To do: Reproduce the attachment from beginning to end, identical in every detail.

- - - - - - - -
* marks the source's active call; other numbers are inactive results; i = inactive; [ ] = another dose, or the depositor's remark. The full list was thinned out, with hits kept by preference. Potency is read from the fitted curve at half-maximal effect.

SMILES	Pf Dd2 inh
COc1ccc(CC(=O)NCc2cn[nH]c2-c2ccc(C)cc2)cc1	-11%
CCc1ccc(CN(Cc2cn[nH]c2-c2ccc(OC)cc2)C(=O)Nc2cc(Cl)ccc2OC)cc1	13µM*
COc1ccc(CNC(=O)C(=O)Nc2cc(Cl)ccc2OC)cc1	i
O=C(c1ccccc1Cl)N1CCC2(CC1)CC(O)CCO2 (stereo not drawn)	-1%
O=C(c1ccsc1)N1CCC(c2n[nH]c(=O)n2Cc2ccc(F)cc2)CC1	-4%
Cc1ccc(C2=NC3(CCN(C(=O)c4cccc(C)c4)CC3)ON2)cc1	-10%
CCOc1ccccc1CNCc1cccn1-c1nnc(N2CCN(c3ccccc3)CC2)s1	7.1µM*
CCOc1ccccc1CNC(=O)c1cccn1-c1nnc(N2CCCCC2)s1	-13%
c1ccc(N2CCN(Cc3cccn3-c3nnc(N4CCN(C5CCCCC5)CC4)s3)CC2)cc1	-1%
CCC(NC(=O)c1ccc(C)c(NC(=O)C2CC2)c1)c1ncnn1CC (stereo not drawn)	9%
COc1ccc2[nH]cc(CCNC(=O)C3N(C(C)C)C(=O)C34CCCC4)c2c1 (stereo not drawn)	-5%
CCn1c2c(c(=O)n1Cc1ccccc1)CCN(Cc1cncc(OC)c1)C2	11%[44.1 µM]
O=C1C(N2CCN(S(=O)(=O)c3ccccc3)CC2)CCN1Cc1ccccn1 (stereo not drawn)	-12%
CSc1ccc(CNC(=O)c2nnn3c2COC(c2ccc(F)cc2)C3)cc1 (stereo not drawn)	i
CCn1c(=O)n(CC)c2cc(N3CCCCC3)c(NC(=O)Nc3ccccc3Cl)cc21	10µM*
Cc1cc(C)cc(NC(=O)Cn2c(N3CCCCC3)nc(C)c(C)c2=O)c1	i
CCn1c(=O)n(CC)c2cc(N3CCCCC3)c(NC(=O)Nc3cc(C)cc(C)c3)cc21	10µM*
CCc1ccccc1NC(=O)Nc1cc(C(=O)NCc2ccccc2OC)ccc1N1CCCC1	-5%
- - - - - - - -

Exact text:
* marks the source's active call; other numbers are inactive results; i = inactive; [ ] = another dose, or the depositor's remark. The full list was thinned out, with hits kept by preference. Potency is read from the fitted curve at half-maximal effect.

SMILES	Pf Dd2 inh
COc1ccc(CC(=O)NCc2cn[nH]c2-c2ccc(C)cc2)cc1	-11%
CCc1ccc(CN(Cc2cn[nH]c2-c2ccc(OC)cc2)C(=O)Nc2cc(Cl)ccc2OC)cc1	13µM*
COc1ccc(CNC(=O)C(=O)Nc2cc(Cl)ccc2OC)cc1	i
O=C(c1ccccc1Cl)N1CCC2(CC1)CC(O)CCO2 (stereo not drawn)	-1%
O=C(c1ccsc1)N1CCC(c2n[nH]c(=O)n2Cc2ccc(F)cc2)CC1	-4%
Cc1ccc(C2=NC3(CCN(C(=O)c4cccc(C)c4)CC3)ON2)cc1	-10%
CCOc1ccccc1CNCc1cccn1-c1nnc(N2CCN(c3ccccc3)CC2)s1	7.1µM*
CCOc1ccccc1CNC(=O)c1cccn1-c1nnc(N2CCCCC2)s1	-13%
c1ccc(N2CCN(Cc3cccn3-c3nnc(N4CCN(C5CCCCC5)CC4)s3)CC2)cc1	-1%
CCC(NC(=O)c1ccc(C)c(NC(=O)C2CC2)c1)c1ncnn1CC (stereo not drawn)	9%
COc1ccc2[nH]cc(CCNC(=O)C3N(C(C)C)C(=O)C34CCCC4)c2c1 (stereo not drawn)	-5%
CCn1c2c(c(=O)n1Cc1ccccc1)CCN(Cc1cncc(OC)c1)C2	11%[44.1 µM]
O=C1C(N2CCN(S(=O)(=O)c3ccccc3)CC2)CCN1Cc1ccccn1 (stereo not drawn)	-12%
CSc1ccc(CNC(=O)c2nnn3c2COC(c2ccc(F)cc2)C3)cc1 (stereo not drawn)	i
CCn1c(=O)n(CC)c2cc(N3CCCCC3)c(NC(=O)Nc3ccccc3Cl)cc21	10µM*
Cc1cc(C)cc(NC(=O)Cn2c(N3CCCCC3)nc(C)c(C)c2=O)c1	i
CCn1c(=O)n(CC)c2cc(N3CCCCC3)c(NC(=O)Nc3cc(C)cc(C)c3)cc21	10µM*
CCc1ccccc1NC(=O)Nc1cc(C(=O)NCc2ccccc2OC)ccc1N1CCCC1	-5%